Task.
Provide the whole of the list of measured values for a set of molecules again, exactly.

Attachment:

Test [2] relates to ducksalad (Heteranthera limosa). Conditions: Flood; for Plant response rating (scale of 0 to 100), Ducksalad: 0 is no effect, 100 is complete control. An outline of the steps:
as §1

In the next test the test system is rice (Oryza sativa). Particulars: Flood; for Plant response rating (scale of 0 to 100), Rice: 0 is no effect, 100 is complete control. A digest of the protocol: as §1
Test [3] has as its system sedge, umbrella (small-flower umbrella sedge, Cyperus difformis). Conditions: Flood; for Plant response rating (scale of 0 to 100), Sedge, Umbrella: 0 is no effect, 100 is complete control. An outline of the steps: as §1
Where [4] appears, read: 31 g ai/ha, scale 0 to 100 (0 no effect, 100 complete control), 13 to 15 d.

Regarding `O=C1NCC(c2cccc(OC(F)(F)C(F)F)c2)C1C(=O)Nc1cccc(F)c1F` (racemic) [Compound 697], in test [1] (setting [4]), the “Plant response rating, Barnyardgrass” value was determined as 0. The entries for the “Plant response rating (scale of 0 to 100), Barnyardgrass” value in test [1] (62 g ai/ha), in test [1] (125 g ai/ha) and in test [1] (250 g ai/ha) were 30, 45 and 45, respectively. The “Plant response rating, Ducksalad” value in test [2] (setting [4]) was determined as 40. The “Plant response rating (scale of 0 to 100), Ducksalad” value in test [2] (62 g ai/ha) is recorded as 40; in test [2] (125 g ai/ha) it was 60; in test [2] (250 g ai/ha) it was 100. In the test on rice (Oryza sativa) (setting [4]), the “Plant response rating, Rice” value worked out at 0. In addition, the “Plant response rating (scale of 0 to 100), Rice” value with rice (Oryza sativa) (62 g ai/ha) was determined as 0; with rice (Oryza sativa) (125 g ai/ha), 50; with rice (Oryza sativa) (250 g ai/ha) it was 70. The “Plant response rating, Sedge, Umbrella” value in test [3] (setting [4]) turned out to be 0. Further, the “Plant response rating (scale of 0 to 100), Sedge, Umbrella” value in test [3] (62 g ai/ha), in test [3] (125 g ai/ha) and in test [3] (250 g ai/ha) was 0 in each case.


Test [2] relates to ducksalad (Heteranthera limosa). Conditions: Flood; for Plant response rating (scale of 0 to 100), Ducksalad: 0 is no effect, 100 is complete control. An outline of the steps:
as §1

In the next test the test system is rice (Oryza sativa). Particulars: Flood; for Plant response rating (scale of 0 to 100), Rice: 0 is no effect, 100 is complete control. A digest of the protocol: as §1
Test [3] has as its system sedge, umbrella (small-flower umbrella sedge, Cyperus difformis). Conditions: Flood; for Plant response rating (scale of 0 to 100), Sedge, Umbrella: 0 is no effect, 100 is complete control. An outline of the steps: as §1
Where [4] appears, read: 31 g ai/ha, scale 0 to 100 (0 no effect, 100 complete control), 13 to 15 d.

Regarding `O=C1NCC(c2cccc(OC(F)(F)C(F)F)c2)C1C(=O)Nc1cccc(F)c1F` (racemic) [Compound 697], in test [1] (setting [4]), the “Plant response rating, Barnyardgrass” value was determined as 0. The entries for the “Plant response rating (scale of 0 to 100), Barnyardgrass” value in test [1] (62 g ai/ha), in test [1] (125 g ai/ha) and in test [1] (250 g ai/ha) were 30, 45 and 45, respectively. The “Plant response rating, Ducksalad” value in test [2] (setting [4]) was determined as 40. The “Plant response rating (scale of 0 to 100), Ducksalad” value in test [2] (62 g ai/ha) is recorded as 40; in test [2] (125 g ai/ha) it was 60; in test [2] (250 g ai/ha) it was 100. In the test on rice (Oryza sativa) (setting [4]), the “Plant response rating, Rice” value worked out at 0. In addition, the “Plant response rating (scale of 0 to 100), Rice” value with rice (Oryza sativa) (62 g ai/ha) was determined as 0; with rice (Oryza sativa) (125 g ai/ha), 50; with rice (Oryza sativa) (250 g ai/ha) it was 70. The “Plant response rating, Sedge, Umbrella” value in test [3] (setting [4]) turned out to be 0. Further, the “Plant response rating (scale of 0 to 100), Sedge, Umbrella” value in test [3] (62 g ai/ha), in test [3] (125 g ai/ha) and in test [3] (250 g ai/ha) was 0 in each case.